At some point, one wonders: is that tears-of-laughter emoji laughing for me, on my behalf, so that I don’t have to be bothered with laughing myself? Consider Robert Pfaller’s notion of interpassivity. Emojis carry out the feeling for us. Perhaps I send my loved ones smooching smileys and multicolored hearts as a way to avoid speaking out loud a sequence of words that somehow, throughout thousands of years of human speech, still hasn’t lost its terrifying potency. We still cannot take the words “I love you” lightly, and there are vital human reasons for that. But we can fire off a heart emoji without a second thought.
There are a grand total of 1,851 emojis, including skin tones and modifying sequences. Meanwhile, the Oxford English Dictionary houses over 170,000 words. The diversity and number of signifiers is part of what I’m getting at, but ultimately the point is not about numbers. The problem I’m attempting to identify—that emojis are an externally preset, interpassive structure we detrimentally submit and conform to—is native to language itself.
Starting with the Swiss linguist Ferdinand de Saussure, structural linguistics recast language as an ordered matrix of signifying functions on the outside, rather than a interior realm of spontaneous creativity. As de Saussure said, “Language is not a function of the speaker; it is a product that is passively assimilated by the individual . . . It is the social side of speech, outside the individual who can never create nor modify it by himself.” Jacques Lacan, an indispensable structuralist thinker, held that the signifier dominates the speaking subject. In Lacanian psychoanalysis, it is the signifier that speaks through the subject, rather than the subject who speaks through the signifier. On the other hand, the hermeneutical theorist E. D. Hirsch has insisted that, to the contrary, “meaning is an affair of consciousness, not of words.” In the splintering of disciplines focused on language throughout the twentieth century, from literary theory to generative linguistics to philosophy of language, the big question is still worth wrestling with.
Today we might ask: Does the emotion generate the emoji, or does the emoji generate the emotion?
On the other end of the spectrum, one encounters internet memes. Deep meme culture is the only form of contemporary expression deserving of the name avant-garde. Memes take properly radical form in private social media communities and in the creepy annals of Reddit and 4Chan, where the means of semiotic production have been seized and abolished in favor of a rambunctious, visceral, and often mean-spirited smorgasbord of high-impact abstraction.
Memes are commonly understood to be humorous. Hua Hsu wrote in The New Yorker, “Memes don’t circulate because they’re true. They circulate because they’re funny.” Yes, memes are funny, but they’re much more than that. Memes are about denaturing meaning. They’re about the volatile jouissance of annulled signification.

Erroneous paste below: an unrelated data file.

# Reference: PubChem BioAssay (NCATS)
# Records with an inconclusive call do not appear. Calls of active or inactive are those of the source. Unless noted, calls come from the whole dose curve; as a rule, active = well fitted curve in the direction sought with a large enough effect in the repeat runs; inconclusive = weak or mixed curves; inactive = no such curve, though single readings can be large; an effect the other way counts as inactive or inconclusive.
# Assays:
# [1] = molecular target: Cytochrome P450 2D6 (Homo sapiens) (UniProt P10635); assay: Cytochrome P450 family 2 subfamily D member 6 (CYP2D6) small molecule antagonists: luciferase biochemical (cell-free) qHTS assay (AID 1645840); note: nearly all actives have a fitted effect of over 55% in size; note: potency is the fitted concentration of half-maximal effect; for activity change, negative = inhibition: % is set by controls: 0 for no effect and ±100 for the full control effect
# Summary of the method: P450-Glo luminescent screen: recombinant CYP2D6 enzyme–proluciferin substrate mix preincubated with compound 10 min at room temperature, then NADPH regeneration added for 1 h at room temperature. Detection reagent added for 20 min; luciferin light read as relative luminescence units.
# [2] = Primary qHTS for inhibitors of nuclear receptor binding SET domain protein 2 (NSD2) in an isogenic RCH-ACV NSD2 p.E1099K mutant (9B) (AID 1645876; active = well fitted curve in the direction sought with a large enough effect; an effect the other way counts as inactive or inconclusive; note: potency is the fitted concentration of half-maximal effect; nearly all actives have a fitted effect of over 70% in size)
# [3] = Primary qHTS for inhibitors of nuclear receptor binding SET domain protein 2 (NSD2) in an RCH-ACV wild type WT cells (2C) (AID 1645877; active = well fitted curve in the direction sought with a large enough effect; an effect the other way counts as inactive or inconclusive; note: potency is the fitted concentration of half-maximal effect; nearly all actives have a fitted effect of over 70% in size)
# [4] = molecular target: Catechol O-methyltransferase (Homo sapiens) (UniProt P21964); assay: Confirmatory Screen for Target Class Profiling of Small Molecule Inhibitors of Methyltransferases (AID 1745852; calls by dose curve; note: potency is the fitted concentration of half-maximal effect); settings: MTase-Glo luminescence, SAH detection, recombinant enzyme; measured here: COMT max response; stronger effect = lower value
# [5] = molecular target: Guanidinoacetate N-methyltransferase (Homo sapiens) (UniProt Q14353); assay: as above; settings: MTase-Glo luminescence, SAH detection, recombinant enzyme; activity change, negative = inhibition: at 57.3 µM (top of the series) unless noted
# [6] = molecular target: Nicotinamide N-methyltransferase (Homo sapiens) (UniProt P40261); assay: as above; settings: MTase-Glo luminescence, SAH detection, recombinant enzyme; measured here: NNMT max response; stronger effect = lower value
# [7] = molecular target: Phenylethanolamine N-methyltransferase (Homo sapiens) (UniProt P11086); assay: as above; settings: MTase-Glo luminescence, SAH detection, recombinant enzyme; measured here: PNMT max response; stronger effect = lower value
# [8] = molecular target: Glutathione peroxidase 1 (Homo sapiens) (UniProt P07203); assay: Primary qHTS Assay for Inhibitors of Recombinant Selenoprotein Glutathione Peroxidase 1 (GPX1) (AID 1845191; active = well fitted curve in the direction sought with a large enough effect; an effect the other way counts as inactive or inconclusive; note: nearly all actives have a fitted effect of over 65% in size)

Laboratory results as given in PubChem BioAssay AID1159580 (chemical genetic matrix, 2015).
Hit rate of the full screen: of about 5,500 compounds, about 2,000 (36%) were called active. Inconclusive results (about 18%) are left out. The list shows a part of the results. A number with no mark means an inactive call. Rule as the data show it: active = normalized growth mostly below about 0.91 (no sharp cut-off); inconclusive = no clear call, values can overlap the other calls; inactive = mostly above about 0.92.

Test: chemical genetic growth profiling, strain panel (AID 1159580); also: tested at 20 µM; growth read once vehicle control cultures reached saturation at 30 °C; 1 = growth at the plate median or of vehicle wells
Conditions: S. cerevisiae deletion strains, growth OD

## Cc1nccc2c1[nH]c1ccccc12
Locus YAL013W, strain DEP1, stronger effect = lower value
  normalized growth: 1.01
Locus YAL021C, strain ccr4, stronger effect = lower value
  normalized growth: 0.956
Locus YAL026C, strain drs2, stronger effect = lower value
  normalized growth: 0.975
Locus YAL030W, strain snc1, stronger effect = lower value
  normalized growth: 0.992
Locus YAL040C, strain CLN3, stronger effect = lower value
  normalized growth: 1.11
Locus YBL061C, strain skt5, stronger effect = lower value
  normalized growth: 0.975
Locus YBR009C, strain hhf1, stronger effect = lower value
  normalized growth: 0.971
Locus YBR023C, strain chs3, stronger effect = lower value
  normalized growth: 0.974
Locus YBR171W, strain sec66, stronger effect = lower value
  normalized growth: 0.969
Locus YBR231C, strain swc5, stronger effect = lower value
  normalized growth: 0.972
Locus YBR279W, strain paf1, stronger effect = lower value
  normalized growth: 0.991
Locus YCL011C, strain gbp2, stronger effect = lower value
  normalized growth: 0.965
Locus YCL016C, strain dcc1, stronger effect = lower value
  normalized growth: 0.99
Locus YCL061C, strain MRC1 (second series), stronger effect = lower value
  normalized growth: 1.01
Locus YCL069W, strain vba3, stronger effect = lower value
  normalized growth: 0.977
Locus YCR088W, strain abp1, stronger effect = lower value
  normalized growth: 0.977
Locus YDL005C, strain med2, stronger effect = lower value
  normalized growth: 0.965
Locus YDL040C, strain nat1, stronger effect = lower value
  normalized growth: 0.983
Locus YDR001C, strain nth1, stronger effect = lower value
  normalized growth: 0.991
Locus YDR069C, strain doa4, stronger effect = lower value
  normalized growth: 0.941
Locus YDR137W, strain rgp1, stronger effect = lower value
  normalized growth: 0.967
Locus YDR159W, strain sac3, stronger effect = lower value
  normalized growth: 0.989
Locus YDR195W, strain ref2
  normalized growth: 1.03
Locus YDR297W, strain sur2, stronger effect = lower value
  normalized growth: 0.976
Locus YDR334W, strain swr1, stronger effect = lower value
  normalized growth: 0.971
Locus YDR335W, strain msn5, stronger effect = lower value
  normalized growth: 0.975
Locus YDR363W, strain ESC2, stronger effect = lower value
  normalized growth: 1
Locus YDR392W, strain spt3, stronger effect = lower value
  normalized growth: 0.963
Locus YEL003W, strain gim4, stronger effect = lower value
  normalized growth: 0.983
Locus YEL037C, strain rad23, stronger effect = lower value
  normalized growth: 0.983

Experiencing a truly potent meme can be a thrill, mainly due to its disorienting effects. One gets the meme, but cannot cast into words the dimensions of its meaning. To use basic semiotic terminology, memes generate signifieds for which there are no existing signifiers. They touch on a realm somehow beyond language, and that’s why the best memes are always the most disturbing.
Contrary to typically sympathetic justifications for viral meme culture—which refer to memes as vaguely “subversive” or rhetorical tools of positive communication—memes don’t democratize or reform the practice of signification in any real sense. Rather, memes push the signifier to its limit and beyond, cruelly grinding meaning into paste, until the very mechanism of intelligibility is broken.
When I see authentic, phenomenal meme culture start buzzing, I’m reminded of Theodor Adorno’s warning in a letter to Walter Benjamin: “The laughter of the audience . . . is anything but good and revolutionary; instead, it is full of the worst bourgeois sadism.” It’s far too G-rated to remark that memes are a utility to democracy. Memes are not bricks; they are bombs. Memes stoke anarchy in a properly radical sense, stirring smug nihilism in a grave and inhuman register. If one is to find anything good about that at all, one must apprehend the meme to be bonum in se.
If emojis can be understood as a matter of structuralism, memes are creatures of post-structuralism. And so the problem with memes becomes the same problem one has with deconstruction and Derrida—you end up not being able to say anything.
At present, emerging forms of human communication leave us caught between the preset conditioning of emojis and the semiotic anarchism of memes. I read and speak both languages, and you should too. But let’s not forget the inimitable power of our first language, the written word, and reclaim adherence to its first and only rule: speak for yourself.